Effect of Drought Stress on Photosynthate Allocation and Remobilization in Common Bean Pods

Common bean is the most important staple grain legume for direct human consumption because of its high nutritional value. To maximize its nutritional potential, scientists aimed to improve its resistance to various stresses. Previous studies showed that photosynthate remobilization and partitioning is one of the major mechanisms of drought tolerance and overall productivity in common bean. Thus, scientists from the University of California, Davis aimed to determine the inheritance of pod harvest index (PHI) a measure of the partitioning of pod biomass to seed biomass, relative to that of grain yield. Their findings are reported in BMC Plant Biology.

The researchers assessed a recombinant inbred population of the cross of ICA Bunsi and SXB405, to know the impact of intermittent and terminal drought stresses on the genetic architecture of photosynthate allocation and remobilization in pods of common bean. The population was grown for two seasons, under well-watered conditions and terminal and intermittent drought stress in one year, and well-watered conditions and terminal drought stress in the second year.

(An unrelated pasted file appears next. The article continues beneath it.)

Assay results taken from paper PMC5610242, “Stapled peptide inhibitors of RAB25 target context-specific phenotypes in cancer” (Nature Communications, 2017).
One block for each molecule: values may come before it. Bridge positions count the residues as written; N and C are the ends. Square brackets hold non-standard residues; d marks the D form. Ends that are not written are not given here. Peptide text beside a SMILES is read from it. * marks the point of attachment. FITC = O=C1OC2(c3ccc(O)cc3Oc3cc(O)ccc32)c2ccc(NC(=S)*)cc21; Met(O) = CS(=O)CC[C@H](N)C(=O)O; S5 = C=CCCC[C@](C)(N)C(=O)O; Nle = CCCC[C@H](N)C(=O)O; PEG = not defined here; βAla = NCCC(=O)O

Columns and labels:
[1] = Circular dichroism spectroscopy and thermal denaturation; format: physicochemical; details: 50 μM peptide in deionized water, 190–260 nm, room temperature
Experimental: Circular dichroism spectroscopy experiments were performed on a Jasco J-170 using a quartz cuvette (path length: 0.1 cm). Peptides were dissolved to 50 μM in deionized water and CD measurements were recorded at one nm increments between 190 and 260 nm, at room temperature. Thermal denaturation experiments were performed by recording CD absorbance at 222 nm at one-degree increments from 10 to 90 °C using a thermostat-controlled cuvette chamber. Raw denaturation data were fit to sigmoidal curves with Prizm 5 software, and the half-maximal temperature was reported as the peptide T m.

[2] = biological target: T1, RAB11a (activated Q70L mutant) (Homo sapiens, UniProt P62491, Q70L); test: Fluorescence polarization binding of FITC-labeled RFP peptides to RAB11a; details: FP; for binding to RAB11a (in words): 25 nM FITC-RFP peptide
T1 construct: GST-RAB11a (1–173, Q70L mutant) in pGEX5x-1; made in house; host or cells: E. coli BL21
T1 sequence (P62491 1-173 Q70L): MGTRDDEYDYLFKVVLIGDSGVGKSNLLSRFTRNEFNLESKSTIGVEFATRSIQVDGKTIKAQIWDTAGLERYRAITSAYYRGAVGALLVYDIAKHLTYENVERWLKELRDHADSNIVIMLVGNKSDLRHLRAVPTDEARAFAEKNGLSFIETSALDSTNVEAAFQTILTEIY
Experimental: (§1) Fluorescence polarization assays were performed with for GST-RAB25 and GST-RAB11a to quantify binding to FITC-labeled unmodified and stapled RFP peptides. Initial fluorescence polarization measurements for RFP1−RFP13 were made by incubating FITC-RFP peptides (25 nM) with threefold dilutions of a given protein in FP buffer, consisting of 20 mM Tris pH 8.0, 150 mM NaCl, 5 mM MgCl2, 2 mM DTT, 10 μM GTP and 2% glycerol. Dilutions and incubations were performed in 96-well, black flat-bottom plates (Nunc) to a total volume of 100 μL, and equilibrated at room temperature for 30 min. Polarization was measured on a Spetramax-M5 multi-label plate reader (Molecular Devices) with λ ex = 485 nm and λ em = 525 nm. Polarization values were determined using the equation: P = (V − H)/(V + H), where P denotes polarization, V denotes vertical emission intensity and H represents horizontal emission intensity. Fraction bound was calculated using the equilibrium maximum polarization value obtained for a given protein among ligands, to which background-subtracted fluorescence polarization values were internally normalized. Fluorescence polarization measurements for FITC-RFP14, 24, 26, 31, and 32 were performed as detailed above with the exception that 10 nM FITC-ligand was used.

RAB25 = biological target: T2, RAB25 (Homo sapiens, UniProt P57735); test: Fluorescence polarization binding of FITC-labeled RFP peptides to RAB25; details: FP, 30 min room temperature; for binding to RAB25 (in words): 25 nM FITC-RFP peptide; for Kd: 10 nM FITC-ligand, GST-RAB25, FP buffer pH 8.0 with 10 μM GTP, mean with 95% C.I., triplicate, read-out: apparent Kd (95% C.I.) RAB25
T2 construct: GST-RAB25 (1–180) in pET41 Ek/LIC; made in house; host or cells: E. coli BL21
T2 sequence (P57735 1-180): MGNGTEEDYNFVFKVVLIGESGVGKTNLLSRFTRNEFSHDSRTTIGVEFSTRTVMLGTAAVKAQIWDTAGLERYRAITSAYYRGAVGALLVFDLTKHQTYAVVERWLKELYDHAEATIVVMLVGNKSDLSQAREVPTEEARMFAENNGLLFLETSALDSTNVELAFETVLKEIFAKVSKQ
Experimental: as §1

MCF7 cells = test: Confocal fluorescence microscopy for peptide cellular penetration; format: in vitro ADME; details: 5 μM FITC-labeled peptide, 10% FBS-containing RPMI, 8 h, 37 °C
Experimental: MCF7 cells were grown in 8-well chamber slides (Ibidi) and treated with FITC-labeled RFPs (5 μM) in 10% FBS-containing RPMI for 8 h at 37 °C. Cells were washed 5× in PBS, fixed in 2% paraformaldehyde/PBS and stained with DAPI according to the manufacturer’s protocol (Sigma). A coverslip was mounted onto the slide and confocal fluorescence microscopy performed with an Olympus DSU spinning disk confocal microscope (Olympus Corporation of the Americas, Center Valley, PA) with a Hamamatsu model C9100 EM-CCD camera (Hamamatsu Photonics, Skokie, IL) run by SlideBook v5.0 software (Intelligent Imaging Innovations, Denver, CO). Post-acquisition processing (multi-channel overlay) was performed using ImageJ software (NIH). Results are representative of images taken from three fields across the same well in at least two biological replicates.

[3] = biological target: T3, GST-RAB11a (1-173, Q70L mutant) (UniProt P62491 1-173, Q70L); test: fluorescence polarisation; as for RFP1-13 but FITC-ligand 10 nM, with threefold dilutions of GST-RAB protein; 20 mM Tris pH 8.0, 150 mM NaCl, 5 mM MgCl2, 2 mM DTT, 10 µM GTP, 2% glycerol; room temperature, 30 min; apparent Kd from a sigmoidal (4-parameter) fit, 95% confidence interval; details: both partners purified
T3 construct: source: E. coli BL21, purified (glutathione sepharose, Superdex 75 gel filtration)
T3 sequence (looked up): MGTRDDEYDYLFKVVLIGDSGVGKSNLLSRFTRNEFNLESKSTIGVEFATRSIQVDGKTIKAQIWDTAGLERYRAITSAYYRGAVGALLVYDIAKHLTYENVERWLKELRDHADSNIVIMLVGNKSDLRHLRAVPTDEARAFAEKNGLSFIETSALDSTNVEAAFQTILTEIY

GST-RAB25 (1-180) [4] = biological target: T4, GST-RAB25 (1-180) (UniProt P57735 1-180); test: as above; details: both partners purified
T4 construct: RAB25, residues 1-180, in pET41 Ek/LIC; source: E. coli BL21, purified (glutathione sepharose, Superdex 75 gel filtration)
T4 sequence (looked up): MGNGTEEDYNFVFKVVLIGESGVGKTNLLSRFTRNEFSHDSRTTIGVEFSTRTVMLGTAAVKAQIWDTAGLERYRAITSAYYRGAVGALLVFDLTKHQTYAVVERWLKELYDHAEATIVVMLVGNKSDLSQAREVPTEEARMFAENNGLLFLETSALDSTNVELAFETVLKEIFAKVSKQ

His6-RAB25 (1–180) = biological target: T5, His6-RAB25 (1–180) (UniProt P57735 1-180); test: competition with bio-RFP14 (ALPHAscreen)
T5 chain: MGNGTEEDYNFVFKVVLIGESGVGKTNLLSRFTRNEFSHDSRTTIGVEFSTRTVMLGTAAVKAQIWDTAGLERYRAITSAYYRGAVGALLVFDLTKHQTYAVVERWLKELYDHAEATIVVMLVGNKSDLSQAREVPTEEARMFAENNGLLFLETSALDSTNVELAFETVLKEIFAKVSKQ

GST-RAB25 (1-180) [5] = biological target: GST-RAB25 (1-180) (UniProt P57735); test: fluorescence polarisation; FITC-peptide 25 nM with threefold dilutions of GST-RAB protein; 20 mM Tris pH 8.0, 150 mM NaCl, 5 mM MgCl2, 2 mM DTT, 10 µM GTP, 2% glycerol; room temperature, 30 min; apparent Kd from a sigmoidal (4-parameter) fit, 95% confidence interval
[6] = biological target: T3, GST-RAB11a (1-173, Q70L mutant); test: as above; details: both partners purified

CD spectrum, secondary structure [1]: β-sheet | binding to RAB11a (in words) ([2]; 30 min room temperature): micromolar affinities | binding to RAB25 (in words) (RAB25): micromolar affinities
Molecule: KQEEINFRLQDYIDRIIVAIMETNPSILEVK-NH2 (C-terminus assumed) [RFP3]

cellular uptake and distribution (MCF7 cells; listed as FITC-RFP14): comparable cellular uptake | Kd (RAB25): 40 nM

Results showed that there was a significant effect of the water regime and year on all the traits, at both the phenotypic and quantitative trait locus (QTL). They identified 9 QTLs for pod harvest index, 8 QTLs for yield, 3 of which clustered with PHI QTLs, confirming the importance of photosynthate remobilization in productivity. Substantial epistasis was also found, explaining a considerable part of the variation for yield and PHI.  The findings show the genetic linkage of PHI and yield and confirm the role of PHI in the selection of both additive and epistatic effects controlling drought tolerance.

Read more findings in BMC Plant Biology.


 

This article is part of the Crop Biotech Update, a weekly summary of world developments in agri-biotech for developing countries, produced by the Global Knowledge Center on Crop Biotechnology, International Service for the Aquisition of Agri-Biotech Applications SEAsiaCenter (ISAAA)

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